The Impact of the Reynolds Number of Airflow on Heat Sink Performance
Reynolds number of airflow plays an important role in bringing out the optimal performance of heat sinks.
An increase in the Reynolds number attributes to the reduction of junction temperature in electronic components.
The thermal conductance increases with the Reynolds number and improves the heat transfer rate.
Finned heatsinks and heat exchangers are common electronic thermal management systems
Highly populated circuit boards are often incorporated into complex systems to increase profitability. To improve the performance of such high-density boards, electronics cooling is employed to transport heat. Electronic thermal management using heat sinks for cooling depend on the heat dissipation, airflow, cost, and size of the design.
Finned heatsinks and heat exchangers are common thermal management systems used for heat transfer from electronic components. The performance of heat sinks is influenced by the material, heat sink geometry, fin spacing, and the Reynolds number of airflow or any coolant fluid flow. In this article, we will discuss the role of the Reynolds number of airflow in heat sink performance.
Electronic Thermal Management Using Heat Sinks
Downsizing package sizes have increased the power dissipation in electronic components. The heat flux produced by increased power dissipation is challenging for electronic thermal management systems. To maintain a safe operating temperature, heat sinks are utilized.
Heat sinks are attached to components to remove heat. The heat transfer mechanisms for thermal flux removal in electronics using heat sinks can be either conduction, convection, radiation, or a combination of these. Heat transfer mechanisms can be natural or forced in heat sinks.
There are different geometries of heat sinks used to enhance electronic component thermal performance. The materials used in heat sink manufacturing are selected such that material properties, such as thermal conductance, speed up the thermal transport from the electronic components.
Airflow or fluid flow is a major factor that influences heat sink performance, especially in forced convective heat transfer. Reynolds number of airflow plays an important role in bringing out the optimal performance of a heat sink.
Reynolds Number and Fluid Flow Type
Generally, Reynolds number is a dimensionless measurement that describes the degree of laminar or turbulent fluid flow. Fluid can be gas or liquid, and the value of the Reynolds number determines whether the flow is laminar or turbulent. When the Reynolds number is between 2300 and 4000, the fluid flow is assumed to be transient. As the Reynolds number increases above 4000, the fluid flow becomes turbulent. Reynolds numbers with a value of less than 2300 indicate a laminar flow of the fluid.
Reynolds number is the ratio of inertial forces to viscous forces and this number categorizes fluid systems. It reveals the effect of fluid viscosity in controlling the flow pattern or velocity of the fluid. Mathematically, the Reynolds number can be given by the following equation:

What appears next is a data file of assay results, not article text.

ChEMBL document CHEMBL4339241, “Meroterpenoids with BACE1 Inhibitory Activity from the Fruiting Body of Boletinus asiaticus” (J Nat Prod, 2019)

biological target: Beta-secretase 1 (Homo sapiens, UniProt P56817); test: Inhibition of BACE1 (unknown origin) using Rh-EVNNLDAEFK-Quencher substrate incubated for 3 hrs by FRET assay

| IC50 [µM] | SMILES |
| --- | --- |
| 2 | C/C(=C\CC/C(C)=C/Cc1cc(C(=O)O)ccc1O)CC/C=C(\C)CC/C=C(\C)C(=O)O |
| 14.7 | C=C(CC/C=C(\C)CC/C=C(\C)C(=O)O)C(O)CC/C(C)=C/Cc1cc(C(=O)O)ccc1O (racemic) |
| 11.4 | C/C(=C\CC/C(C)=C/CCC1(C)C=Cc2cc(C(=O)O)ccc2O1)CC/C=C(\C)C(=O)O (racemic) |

Note that is the density of the fluid, is the velocity of the fluid, l is the characteristic length of the fluid flow, is the dynamic viscosity of the fluid, and v is the kinematic viscosity of the fluid.
The Relationship Between Reynolds Number of Airflow and Heat Sink Performance
Flow type is an important factor in increasing the cooling efficiency and performance of a heat sink. As an example, let's consider an impingement airflow heat sink with pin array fins. A jet of air impinges through a nozzle onto the heat sink for fast heat removal. In the above-mentioned thermal management system, the Reynolds number can be defined as:
Note that u is the velocity of the air impinging the heat sink from the nozzle, D is the diameter of the nozzle, and v is the kinematic viscosity of the fluid. As the flow rate increases, the Reynolds number increases. With the knowledge of the Reynolds number of airflow or operating flow rates, it is possible to optimize heat sink pin spacing, which improves heat sink performance.
The effect of the Reynolds number on cooling efficiency is significant. As the Reynolds number increases, the turbulence generated in the air impingement increases. When the air jet mixes with the atmospheric air, the turbulence intensity increases further. The turbulence generated enhances the heat transfer coefficient. An increase in the Reynolds number attributes to the reduction of junction temperature in electronic components. It is observed that as the Reynolds number increases, the thermal resistance related to the heat sink decreases. In other words, the thermal conductance increases with the Reynolds number, which improves the heat transfer rate. Other applications of the Reynolds number includes microfluidics, aerodynamics, thermal engineering, wind energy engineering, aircraft design, hydraulics, and fluid flow measurements.
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